I'm currently working on the story of how India beat the coronavirus. Except that they didn't of course. They had it beat with ayurvedic medicine by September 2020 and then they started a new spike in February/March 2021 with their vaccine roll out and blew it!. It's called Antibody Dependent Enhancement (ADE).
I started working on the story last year before the new spike and I'm trying to finish the story of how they beat it up to 9th March 2021. I'm doing a report for each state and Union Territory. There are 36 in all. There's a fascinating story to be told for each one. Kerala for instance had one of the worst infection rates yet one of the lowest mortality rates among the infected. You can see my reports for Bihar (within sight of the Himalayas) and Kerala (right down south) here: https://www.seignalet-plus.com/coronavirus-state-by-state-in-india-herd-immunity-within-sight/.
Innovative Intensive Care Unit strategies which saved many lives in both states.
It takes me a day to do each report. I have to first check the statistics compiled by my Indian helpers to make sure they are accurate. Then I have to sift through the statistics and read the media reports to see what was going on. I have to find the reason for the low or high infection rate and the low or high mortality rate. Sometimes it doesn't add up. I had the mean serum vitamin d level for Chandigarh down as 37 ng/ml. Highly sufficient and if true it would be joint highest with Madya Pradesh. I was wracking my brains trying to figure out why they had such a high infection rate ( 1 in 51) and high mortality rate among the infected (1 in 63). I looked again at my source for the vitamin d level. It was baloney. 6 other reliable sources were giving it as around 16 ng/ml. Severely deficient. Doh!
Rajasthan is a total anomaly. It's so hot that people only go out in the morning and evenings. That translates to severe vitamin d deficiency. Mean serum vitamin d level of 15 ng/ml. Yet they had the second lowest rate of infection in India. At first sight it totally blows out of the water the theory that it's the vitamin d level that affects infection rates and mortality. So I interviewed someone from Rajasthan and now I know why they had such a low infection rate. I call it the "Rajashtan miracle". (Clue: the Indian national institute of Ayurveda is in Jaipur, the capital). I hope to have the report up by the end of this week.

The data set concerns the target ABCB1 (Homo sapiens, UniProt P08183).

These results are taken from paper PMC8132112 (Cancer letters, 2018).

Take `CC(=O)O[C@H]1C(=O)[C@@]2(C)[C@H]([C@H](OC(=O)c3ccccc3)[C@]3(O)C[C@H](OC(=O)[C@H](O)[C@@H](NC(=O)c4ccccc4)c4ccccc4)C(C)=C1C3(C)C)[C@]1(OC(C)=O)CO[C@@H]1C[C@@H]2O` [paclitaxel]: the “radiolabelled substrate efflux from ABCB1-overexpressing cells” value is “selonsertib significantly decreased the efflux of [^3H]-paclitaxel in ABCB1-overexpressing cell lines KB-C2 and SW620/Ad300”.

I'm really struggling to finish this now that lockdown is (pretty much) over in the UK because I have a day job. Suppliers let me down this week and I had to cancel some bookings so my India report get's a new lease of life. I will post up the 15 states and UT's that I've finished by Friday I hope. Then I will just have to post the reports up when I can find time to finish them. Hopefully about 3 a week.
I have outlines of how China, Vietnam and Thailand all beat the coronavirus in 2020. By the time I get to post those stories up hopefully the rona will be behind us (will we all be dying from the effects of the jab?) and so those stories will be stale and won't get much attention. A bit like my article on fasting which I sweated over for months and which no-one ever reads. Some of my best work. Posted 4 years ago: https://www.seignalet-plus.com/fasting-seignalet-diet/
The problem is that I really research things in depth and so I can't post blog articles and videos as frequently as I would like. I usually take 4 to 6 weeks off around January time and that's when I have time to set up my studio and make a few videos. I look at Amazing Polly with her huge following and it would be easy to be envious. She manages to post something up every week and it's always a great story. Then I tell myself that she has been doing it for years and she must have struggled at the start just like I am doing and then I tell myself that instead of being envious I should take her as my inspiration.
I'm trying to decide which of 6 research projects I should do next. So I have set up a poll on my website for Subscribestar subscribers. Choose my next project!